Saddle fitting

Before you saddle up, be sure that you have tack and equipment that fit properly to ensure you have a great ride!

When preparing to ride it is important to not only make sure that you have the right tack to ride, but also that your tack fits both you and your horse appropriately. Ill-fitting equipment can mean the difference between having a great ride or potential injury to the horse or rider. In this article, Michigan State University Extension will focus mainly on selecting a well-fitting saddle.  There are several factors to consider when determining saddle fit''

First, it is important to select the appropriate type of saddle for the discipline that you plan to ride. You’ll want to decide what type of riding you’ll be doing so that you can match that with the best saddle for the job. The discipline that you choose will likely affect the type of horse you’ll select as well.

Once you’ve chose your type of riding, you’ll want to pay close attention to the placement of the saddle.  A saddle should ride centered from right to left and positioned so that the bars of the tree are just behind the horse’s scapula. This will allow the horse’s shoulders to move freely. A stock saddle should lie directly over the upper end of the shoulder blades. This allows maximum area of contact between horse and saddle, distributing the load and pressures to minimize sore backs.  Length of the bars of a stock saddle should also be considered. A long-barred saddle on a very short-backed horse can cause too much pressure over the loin and kidney area of the horse’s back resulting in injury and soreness. The square-cut skirts on some stock saddles may also irritate the flanks of short-backed horses.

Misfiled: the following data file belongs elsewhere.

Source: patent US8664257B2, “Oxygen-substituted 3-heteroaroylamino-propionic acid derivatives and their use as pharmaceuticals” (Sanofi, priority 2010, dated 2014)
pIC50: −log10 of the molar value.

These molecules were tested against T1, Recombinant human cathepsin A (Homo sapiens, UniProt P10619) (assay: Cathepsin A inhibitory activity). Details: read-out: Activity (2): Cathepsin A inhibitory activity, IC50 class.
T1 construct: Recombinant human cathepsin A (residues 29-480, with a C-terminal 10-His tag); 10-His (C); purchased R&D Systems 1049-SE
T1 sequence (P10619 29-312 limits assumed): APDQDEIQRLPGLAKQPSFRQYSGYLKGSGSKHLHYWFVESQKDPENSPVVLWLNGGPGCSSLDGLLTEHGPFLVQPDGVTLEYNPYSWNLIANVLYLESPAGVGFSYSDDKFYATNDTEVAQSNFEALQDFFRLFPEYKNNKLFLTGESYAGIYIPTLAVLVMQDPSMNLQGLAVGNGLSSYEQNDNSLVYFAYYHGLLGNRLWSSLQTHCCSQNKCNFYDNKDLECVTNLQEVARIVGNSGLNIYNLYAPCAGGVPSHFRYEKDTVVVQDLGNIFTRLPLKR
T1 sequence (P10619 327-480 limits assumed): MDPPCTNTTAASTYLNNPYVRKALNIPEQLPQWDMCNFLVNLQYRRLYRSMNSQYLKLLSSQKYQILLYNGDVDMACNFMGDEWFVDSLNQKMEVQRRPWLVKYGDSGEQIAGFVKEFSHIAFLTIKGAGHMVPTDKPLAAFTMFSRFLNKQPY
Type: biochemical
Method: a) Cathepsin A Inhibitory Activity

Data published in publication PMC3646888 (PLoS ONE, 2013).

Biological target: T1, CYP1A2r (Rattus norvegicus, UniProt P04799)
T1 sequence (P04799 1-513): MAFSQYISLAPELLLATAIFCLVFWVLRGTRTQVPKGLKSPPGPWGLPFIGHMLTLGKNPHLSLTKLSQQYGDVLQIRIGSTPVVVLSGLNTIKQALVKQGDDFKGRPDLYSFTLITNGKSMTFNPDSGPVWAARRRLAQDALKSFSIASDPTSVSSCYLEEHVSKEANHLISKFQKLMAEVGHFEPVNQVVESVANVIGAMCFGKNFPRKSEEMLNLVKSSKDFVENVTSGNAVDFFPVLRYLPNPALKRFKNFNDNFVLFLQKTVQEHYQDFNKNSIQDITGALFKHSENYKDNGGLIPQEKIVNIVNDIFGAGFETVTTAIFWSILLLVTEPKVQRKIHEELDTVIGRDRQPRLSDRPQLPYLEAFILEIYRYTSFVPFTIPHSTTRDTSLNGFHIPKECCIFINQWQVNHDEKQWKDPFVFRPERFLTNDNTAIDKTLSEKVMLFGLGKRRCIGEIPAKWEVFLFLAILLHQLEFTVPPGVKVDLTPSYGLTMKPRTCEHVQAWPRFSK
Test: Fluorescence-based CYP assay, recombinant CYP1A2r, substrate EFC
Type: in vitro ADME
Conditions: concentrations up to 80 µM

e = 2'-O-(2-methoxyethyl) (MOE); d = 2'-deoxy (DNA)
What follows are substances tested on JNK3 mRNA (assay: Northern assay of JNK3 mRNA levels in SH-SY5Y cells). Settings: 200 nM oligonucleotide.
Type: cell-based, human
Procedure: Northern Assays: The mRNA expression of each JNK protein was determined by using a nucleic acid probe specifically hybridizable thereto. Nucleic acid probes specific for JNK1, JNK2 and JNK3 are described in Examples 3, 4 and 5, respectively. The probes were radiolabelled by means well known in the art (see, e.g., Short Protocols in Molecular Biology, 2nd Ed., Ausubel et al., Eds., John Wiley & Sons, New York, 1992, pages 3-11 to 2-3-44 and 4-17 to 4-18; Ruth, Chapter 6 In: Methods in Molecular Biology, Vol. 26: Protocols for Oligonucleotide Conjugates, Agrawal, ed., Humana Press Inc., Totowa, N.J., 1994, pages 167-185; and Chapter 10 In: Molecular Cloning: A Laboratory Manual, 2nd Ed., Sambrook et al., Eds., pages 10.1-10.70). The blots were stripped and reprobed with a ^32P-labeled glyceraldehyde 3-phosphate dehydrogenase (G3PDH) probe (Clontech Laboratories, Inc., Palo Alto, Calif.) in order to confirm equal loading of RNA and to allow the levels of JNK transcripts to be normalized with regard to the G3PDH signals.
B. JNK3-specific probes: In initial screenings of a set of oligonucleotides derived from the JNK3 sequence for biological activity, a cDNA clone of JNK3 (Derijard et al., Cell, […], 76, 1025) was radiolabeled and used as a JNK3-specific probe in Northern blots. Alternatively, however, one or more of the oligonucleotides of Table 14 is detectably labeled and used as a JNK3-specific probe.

Now, we’re ready to move on to fitting the saddle.  As you can imagine, not every saddle fits every horse, just as one size or shape of boot does not fit every human. Some points of the horse’s anatomy that must be checked when considering a saddle include the size and shape of the withers, length of back, slope of shoulder, spring of rib, and muscling, especially of the shoulder. To some extent, you may need to consider the overall size of the horse, especially on smaller horses and ponies.  Most saddle fitting problems occur at the withers. There must be ample clearance at the withers to prevent injury.  In a stock saddle with the rider mounted, there should be about 2 inches of clearance between the withers and the gullet of the saddle.  Insufficient clearance means the fork of the saddle is too wide for the horse’s withers. Adding a heavy pad or a second or third blanket may help.  However, saddle pads are not meant to fix an ill-fitting saddle.  On the other hand, horses with flatter withers can often wear saddles that are too narrow. This causes them to sit much too high in front and can pinch and create a sore back.  To fit your horse properly, measure the width of the withers. Width taken at a point 2 inches below the top of the withers should correspond to the fork width of the saddle. Since blankets and pads will compensate for some minor misfitting, there can be some variation. Therefore, getting exactly 2 inches is not critical.

Hopefully, you’re well on your way to choosing the correct saddle for you and your horse.  If you still have concerns, contact your local MSU Extension office.

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